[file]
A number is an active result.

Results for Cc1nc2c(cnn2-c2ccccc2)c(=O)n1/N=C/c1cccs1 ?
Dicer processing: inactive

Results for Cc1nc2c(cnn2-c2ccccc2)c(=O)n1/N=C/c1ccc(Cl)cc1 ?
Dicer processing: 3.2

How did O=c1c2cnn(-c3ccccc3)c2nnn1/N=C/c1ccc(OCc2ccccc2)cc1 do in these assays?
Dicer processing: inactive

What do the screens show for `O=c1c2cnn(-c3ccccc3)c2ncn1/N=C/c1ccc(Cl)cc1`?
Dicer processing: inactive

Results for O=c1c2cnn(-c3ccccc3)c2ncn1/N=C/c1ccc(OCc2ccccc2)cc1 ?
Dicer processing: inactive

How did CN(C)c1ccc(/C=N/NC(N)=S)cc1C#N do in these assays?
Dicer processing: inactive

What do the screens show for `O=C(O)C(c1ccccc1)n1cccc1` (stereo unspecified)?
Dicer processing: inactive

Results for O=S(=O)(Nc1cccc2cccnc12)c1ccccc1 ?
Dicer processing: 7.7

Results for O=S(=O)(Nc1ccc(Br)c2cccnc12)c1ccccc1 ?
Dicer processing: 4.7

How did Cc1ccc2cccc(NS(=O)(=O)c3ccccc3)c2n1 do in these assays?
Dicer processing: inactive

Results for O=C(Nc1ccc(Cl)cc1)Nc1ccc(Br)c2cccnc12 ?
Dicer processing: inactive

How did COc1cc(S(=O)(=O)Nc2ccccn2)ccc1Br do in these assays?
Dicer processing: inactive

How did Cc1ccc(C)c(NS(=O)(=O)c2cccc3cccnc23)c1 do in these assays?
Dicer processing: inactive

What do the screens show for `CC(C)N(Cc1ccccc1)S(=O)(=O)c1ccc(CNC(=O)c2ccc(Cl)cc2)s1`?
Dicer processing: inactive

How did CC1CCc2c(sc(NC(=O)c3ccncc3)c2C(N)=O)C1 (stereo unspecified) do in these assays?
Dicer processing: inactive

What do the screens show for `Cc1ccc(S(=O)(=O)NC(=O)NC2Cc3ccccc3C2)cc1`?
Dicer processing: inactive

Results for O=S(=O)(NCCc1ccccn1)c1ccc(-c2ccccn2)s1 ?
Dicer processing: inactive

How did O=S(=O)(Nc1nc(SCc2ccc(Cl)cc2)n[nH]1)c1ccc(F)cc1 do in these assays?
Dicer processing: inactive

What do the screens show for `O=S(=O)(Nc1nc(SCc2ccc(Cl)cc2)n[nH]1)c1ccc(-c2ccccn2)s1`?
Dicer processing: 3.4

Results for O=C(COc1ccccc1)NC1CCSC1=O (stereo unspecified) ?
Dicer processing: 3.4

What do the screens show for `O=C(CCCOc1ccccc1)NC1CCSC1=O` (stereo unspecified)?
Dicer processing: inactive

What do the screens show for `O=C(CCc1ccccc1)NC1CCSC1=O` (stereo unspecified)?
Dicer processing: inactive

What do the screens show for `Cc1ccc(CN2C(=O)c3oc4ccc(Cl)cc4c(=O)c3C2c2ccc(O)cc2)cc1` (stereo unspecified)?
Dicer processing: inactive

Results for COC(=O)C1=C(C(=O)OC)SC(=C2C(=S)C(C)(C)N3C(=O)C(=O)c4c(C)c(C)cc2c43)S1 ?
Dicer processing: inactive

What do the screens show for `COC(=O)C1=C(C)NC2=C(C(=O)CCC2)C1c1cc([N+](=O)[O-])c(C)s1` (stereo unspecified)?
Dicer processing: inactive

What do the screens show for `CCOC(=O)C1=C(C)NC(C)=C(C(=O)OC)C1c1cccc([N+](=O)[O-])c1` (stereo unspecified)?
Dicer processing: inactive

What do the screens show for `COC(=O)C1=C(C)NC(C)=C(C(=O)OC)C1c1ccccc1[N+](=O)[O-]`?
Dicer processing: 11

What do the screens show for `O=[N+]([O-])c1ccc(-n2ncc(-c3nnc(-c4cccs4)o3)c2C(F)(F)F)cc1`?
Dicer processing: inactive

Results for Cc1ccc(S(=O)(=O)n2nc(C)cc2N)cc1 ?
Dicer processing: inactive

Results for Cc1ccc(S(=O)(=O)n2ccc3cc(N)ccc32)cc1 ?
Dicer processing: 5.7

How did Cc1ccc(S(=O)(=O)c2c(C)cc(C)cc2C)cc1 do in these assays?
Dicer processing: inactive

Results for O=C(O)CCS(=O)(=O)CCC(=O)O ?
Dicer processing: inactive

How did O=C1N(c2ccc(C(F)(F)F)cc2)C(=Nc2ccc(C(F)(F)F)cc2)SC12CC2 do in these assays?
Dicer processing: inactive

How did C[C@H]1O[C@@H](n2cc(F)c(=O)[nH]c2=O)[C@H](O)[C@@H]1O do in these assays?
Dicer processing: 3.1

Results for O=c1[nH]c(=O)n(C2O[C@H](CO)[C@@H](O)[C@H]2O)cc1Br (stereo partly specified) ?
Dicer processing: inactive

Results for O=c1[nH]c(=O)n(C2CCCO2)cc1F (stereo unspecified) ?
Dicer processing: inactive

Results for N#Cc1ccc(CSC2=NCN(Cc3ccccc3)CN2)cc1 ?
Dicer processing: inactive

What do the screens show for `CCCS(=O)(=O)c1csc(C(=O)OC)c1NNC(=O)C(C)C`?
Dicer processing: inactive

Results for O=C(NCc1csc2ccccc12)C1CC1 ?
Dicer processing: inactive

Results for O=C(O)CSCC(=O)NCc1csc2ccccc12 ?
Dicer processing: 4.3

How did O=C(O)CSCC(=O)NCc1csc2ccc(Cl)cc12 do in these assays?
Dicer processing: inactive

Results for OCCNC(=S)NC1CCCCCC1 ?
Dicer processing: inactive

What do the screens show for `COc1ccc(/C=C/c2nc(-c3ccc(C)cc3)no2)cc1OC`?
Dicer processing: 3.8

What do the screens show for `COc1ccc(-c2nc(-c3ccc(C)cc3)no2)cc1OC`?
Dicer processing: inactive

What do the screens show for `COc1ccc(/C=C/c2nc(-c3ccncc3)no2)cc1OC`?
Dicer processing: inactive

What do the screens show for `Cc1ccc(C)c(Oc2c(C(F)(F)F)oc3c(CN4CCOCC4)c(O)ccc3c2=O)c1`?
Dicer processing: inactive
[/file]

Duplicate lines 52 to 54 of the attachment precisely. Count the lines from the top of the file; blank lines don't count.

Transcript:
What do the screens show for `CCOC(=O)C1=C(C)NC(C)=C(C(=O)OC)C1c1cccc([N+](=O)[O-])c1` (stereo unspecified)?
Dicer processing: inactive

What do the screens show for `COC(=O)C1=C(C)NC(C)=C(C(=O)OC)C1c1ccccc1[N+](=O)[O-]`?